Nitrogen pollution causing soil to lose carbon

As I recently covered, sulfuric air pollution once acted as free fertilizer for farms. As efforts to clean the air succeeded, farmers had to increase their use of sulfur fertilizers to compensate. With that knowledge, it seems entirely reasonable to assume that nitrogen, another element often put in fertilizer, would behave in a similar manner. Apparently not.

Instead, the team found that under certain conditions, extra nitrogen causes dryland soil to acidify and leach calcium. Calcium binds to carbon, and the two elements then leave the soil together. This finding is detailed in the journal Global Change Biology.

To obtain their results, the research team sampled soil from ecological reserves near San Diego and Irvine that have been fertilized with nitrogen in long-term experiments. This allowed them to know precisely how much nitrogen was being added, and account for any effects they observed.

In many cases, nitrogen can affect biological processes that in turn influence how soil stores carbon. Such processes include the fueling of plant growth, as well as slowing down the microbes that help decompose dead things in the soil.

What the researchers did not expect was a big effect on carbon storage through abiotic, or non-biological means.

The pH scale measures how acidic or alkaline — basic — something is. In general, soils resist dramatic changes in pH by releasing elements like calcium in exchange for acidity. As nitrogen acidified soils at some of the sites in this study, the soil attempted to resist this acidity by releasing calcium. As it did so, some of the carbon stabilized by association with the calcium was lost.

“It is a surprising result because the main effect seems to be abiotic,” said Johann Püspök, UCR environmental sciences graduate student and first author of the study. “That means bare patches of soil with no plant cover and low microbial activity, which I always thought of as areas where not much is going on, appear to be affected by nitrogen pollution too.”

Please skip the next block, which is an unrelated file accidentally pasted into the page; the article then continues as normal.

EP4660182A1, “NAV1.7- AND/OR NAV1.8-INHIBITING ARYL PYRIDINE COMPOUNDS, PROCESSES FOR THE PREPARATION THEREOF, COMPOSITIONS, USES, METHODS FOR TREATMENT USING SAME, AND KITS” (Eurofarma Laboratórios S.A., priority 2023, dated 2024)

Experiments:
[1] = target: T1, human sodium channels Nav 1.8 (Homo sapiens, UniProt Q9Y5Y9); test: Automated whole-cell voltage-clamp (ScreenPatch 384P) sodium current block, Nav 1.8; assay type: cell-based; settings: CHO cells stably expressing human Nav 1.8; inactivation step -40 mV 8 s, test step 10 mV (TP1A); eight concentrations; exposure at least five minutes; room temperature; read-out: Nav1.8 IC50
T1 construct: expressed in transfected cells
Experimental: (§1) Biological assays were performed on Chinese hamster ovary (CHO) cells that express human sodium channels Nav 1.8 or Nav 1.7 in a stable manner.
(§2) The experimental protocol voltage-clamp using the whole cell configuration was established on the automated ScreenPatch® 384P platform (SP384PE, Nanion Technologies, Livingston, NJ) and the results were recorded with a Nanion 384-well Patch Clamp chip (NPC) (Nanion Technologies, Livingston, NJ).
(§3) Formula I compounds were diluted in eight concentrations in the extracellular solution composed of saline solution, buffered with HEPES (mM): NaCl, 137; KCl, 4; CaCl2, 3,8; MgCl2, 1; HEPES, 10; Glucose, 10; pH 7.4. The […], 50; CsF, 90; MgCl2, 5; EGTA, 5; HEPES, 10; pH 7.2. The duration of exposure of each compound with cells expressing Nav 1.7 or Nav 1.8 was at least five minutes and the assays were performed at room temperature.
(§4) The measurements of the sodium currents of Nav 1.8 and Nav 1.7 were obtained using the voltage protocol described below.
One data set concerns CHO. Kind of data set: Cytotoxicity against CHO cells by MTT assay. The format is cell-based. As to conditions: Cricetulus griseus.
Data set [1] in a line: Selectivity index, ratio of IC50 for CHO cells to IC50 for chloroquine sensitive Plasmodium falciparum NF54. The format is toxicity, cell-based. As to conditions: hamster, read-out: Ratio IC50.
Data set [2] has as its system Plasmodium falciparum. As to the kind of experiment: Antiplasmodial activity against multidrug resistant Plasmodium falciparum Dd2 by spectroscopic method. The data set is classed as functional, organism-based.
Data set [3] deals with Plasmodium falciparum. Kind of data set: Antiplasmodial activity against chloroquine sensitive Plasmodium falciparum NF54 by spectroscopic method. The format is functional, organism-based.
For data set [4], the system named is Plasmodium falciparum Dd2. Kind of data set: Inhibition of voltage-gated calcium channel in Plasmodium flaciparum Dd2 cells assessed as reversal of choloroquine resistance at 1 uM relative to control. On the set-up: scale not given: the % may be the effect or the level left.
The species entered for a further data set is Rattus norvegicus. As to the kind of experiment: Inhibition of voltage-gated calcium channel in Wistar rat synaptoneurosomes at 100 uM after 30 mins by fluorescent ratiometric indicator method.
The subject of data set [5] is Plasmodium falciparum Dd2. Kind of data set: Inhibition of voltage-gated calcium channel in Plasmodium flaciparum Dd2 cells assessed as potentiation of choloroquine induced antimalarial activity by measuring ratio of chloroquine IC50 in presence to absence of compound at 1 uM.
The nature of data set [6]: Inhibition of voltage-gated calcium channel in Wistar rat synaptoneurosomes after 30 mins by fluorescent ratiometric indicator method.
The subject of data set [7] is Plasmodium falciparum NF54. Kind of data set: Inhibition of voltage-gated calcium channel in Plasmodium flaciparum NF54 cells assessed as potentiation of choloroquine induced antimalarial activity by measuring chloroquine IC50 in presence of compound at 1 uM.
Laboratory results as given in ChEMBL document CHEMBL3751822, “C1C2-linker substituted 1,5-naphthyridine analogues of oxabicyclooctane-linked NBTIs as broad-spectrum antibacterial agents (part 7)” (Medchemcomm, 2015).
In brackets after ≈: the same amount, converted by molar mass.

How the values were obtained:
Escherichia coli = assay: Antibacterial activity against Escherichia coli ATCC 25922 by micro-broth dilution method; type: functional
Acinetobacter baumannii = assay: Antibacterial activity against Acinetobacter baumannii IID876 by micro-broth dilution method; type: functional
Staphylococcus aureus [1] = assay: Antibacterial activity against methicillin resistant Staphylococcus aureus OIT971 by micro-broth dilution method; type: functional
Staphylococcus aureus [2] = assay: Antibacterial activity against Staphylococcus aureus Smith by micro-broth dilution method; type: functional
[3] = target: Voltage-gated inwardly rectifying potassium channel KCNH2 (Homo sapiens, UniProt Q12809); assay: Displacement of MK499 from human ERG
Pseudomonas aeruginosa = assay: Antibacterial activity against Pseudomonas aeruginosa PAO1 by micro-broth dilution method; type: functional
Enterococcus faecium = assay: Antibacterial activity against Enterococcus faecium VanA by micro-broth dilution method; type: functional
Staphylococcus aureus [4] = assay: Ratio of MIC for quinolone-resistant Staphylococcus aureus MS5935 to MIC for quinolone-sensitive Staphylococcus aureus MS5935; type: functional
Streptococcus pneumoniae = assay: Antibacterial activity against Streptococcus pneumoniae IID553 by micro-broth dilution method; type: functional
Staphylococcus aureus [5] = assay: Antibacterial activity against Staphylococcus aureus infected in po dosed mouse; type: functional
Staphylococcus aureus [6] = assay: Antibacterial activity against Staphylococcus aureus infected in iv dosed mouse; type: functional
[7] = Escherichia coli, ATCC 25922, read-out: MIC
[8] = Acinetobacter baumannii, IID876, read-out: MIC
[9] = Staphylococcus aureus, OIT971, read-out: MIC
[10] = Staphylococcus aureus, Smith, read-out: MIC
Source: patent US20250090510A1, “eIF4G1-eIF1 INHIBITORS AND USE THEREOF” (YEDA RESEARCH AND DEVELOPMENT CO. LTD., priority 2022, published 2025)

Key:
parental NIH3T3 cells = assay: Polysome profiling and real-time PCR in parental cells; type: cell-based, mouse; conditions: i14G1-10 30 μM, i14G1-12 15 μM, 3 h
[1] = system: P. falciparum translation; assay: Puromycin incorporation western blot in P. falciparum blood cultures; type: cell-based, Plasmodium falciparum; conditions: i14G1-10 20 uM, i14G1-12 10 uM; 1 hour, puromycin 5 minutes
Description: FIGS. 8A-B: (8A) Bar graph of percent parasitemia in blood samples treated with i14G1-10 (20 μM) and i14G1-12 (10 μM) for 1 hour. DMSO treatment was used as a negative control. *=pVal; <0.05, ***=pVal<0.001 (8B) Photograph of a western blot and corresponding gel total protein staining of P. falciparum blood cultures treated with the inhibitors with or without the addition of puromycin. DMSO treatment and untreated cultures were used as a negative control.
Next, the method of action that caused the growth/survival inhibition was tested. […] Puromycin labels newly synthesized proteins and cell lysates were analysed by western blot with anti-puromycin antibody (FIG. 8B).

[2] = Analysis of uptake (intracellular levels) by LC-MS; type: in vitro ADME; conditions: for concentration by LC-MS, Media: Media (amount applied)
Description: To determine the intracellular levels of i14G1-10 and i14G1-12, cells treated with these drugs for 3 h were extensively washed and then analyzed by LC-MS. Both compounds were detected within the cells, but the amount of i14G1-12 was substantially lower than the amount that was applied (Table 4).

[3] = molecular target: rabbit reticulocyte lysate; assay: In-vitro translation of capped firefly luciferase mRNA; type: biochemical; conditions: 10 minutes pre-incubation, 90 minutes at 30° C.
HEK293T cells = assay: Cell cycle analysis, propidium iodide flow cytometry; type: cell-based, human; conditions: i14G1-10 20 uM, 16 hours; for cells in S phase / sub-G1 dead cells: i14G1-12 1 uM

Dryland soil, characterized by limited ability to retain moisture and low levels of organic matter, covers roughly 45% of Earth’s land area. It is responsible for storing a large amount of the world’s carbon.

Future studies may shed more light on how much dryland soil is being affected by nitrogen pollution in the way the study plots were. “We need more information as to how widespread such acidification effects are, and how they work under non-experimental conditions of nitrogen deposition,” Püspök said.

However, since there is no quick fix for this phenomenon, and no clear way to reverse the process once it has begun, researchers recommend reducing emissions as much as possible to help soil retain its carbon stores.

“Air pollution generated by fossil fuel combustion has an impact on many things, including human health by causing asthma,” Homyak said. “It can also impact the amount of carbon these dryland systems can store for us. For many reasons, we have to get a handle on air pollution.”

Oh, joy.

Given that we already knew that high temperatures cause soil to release carbon, that was already a source of concern for me. Now it turns out that the air pollution I’m always raving about is doing that as well.

On the plus side, this means that as we end fossil fuel use, this particular effect should reverse, which could make a reduction in greenhouse gas levels happen more quickly. We’ll still get that temperature spike from decreasing particle pollution, but anything that causes levels to drop faster is a win for us, I think.

So while this is bad news in our current situation, I’ll take it as good news by looking to the future. .


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